[0:10:14.2] DD: Yeah, I will tell you that land story real quick. I will tell anybody this. First of all, I want to tell anybody who’s probably listening to your show, I would never step into development as the developer on my first one or two deals, there’s a lot to know. And of course, I thought I knew everything on that first one and I barely got out of it. But we got out of it successfully. What we did is I got pressure from the land sellers to buy the land. and the pressure got to me. I bought the land and sure enough the market went sideways. And so, I’m sitting on a piece of dirt that is doing nothing for us, it’s generating nothing.

There’s nothing going on. At that time, I would tell people, and this is pretty common with more of sophisticated buyers and sellers. Most land owners know that to get their land under contract at the premium price, they’re going to have to go through that process with you for entitlements and getting your loan approved. Now, again, I would not tell anybody here to start off in development. I would say the one thing they absolutely want to do first is fine interview a high-quality developer, regional developer, somebody that is in your local market, and learn with them, make an investment as a limited partner, watch their process, watch how they do their documentation and watch how they work with the general contractor and you’ll learn quite a bit.

[0:11:44.6] WS: Some great advice and no doubt about it. Partnering with somebody that’s way ahead of you in the beginning is such a crucial step, I think as well. Like having a mentor, right? Darin, how do you prepare for a downturn?

[0:11:58.7] WS: Well, that’s a really good question, because we, by our nature, and who we are as individuals in the company, and we’re always playing defense. So, we we set up our deals with the defensive strategy in mind, if it never downturns, great. Okay, we did okay. If it goes to the upside, we did even better.

So, a lot of the downturn stuff that we look at, we look at, “Okay, are we in a, in a market with job potential? Job growth?” We follow what we call text department transportation, we follow the bond money for the infrastructure. So, we look at where the roads are going. We look at where the jobs are going. We look at the suburbs. We look at the demographics. So, we try to do a lot of preparation on the front end, but at the end of the day. You just absolutely never know. So, one of the things that we absolutely do, we look at our debt, what’s the best debt structure that gives us the most flexibility, and I may have mentioned this earlier, or to you any earlier, but we started off in doing HUD loans.

Now, HUD has a loan product. They have two loan products that we use and their 40-year amortization loans, typically with pretty low rates. So, when you look at amortizing a 40-year loan on a 40-year term, 40-year am, your cash flow, it can be pretty good, compared to a 10-year loan with a little bit higher rate. But we never wanted to get caught with a loan maturing in the third year, fifth year, seventh year, unless we had a clear exit strategy. So, we were building out all of these products, all these assets, so that in the downturn, we have our loan locked in, we did not want interest rate risk.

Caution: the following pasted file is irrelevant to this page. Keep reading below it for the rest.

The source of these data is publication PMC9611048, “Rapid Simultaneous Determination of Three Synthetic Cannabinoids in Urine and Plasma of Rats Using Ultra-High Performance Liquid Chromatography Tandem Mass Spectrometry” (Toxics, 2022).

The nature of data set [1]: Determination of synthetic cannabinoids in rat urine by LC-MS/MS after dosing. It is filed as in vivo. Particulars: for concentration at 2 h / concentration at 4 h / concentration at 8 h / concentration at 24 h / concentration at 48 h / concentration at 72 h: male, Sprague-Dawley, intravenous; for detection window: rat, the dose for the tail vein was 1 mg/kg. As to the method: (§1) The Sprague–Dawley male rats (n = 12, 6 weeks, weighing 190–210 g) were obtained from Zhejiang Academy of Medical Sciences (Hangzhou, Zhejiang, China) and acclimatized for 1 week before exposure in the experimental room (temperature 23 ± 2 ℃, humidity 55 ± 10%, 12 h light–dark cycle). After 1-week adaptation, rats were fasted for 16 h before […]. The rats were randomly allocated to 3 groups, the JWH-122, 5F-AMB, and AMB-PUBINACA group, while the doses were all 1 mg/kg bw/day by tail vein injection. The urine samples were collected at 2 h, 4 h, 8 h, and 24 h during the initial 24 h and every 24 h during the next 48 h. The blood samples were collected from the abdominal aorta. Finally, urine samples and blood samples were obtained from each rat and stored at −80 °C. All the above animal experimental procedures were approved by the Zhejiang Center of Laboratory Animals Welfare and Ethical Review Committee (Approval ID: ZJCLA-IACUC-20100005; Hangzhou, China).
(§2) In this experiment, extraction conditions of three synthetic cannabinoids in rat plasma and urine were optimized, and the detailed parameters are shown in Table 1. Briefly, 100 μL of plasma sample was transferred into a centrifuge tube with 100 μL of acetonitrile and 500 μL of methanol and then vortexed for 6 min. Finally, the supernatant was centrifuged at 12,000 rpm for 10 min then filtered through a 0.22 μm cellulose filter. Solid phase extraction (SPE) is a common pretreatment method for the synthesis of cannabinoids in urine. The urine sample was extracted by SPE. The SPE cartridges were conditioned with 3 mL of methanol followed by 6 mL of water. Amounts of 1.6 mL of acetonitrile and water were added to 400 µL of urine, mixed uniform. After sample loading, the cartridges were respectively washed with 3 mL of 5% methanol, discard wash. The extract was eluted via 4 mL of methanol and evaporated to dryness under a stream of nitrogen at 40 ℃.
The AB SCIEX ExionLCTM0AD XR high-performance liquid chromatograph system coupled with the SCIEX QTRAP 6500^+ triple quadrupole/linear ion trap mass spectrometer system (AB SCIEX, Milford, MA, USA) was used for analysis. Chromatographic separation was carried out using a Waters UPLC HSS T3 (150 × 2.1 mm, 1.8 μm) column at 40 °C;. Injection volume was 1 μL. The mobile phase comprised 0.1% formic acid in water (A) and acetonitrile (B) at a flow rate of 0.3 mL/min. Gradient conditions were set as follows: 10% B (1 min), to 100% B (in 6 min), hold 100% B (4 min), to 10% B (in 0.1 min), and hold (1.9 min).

So, that is one of the biggest, I guess, mitigators for risk that we look at. We don’t want to get caught sideways, because if most of you guys know, in 2008, ‘09 and ‘10, there were a lot of 3, 5 and 7-year loans that matured and there was no money to refinance those things. There was no money to buy those things. And those things were trading 50 cents on the dollar. So, that’s one of the damages, is the debt.

[0:14:14.3] WS: Debt is such an important piece and long-term debt, so crucial, if at all possible, but could you – I know we’ve talked about on the show before but could you use, but not very often, could you highlight like who’s a HUD loan for? Like who can get a HUD loan? Why would we use a HUD loan as opposed to another agency debt?

[0:14:29.2] DD: Yeah. So, the HUD loans are – HUD is the government and the HUD wants to loan money. Well, there’s some misconceptions on HUD loans, HUD loan is the market rate loan. A lot of people come up to us, to Tom and I say, “Oh, you all do HUD loans?” We said, “Well, yeah.” “Oh, do you do section eight? Do you do affordable housing?” We go like, “Well, no.” And their market rate, and they’re kind of like, “Really? Well, how do we do that?” There are lenders all over the nation. You’ve got regional lenders that will actually walk you through that process, and they will help you put your packages together just like you’re going to go see a bank.

Now, it really wouldn’t be somebody on the syndication side on their first timer too. But there’s a lot of developers out there that use HUD loans and the reason why is that they are 40-year ams. They typically are a little bit lower interest rate. The leverage on them is pretty attractive. I mean, you can get an 82/18, so your equity check is not near as big, because the capital markets today on conventional construction loans, you’re seeing a 65/35 on the leverage, because they’re wanting more equity in the deal. But, if you look at 82/18, you’re not coming in with tremendous amount of equity and developers like that.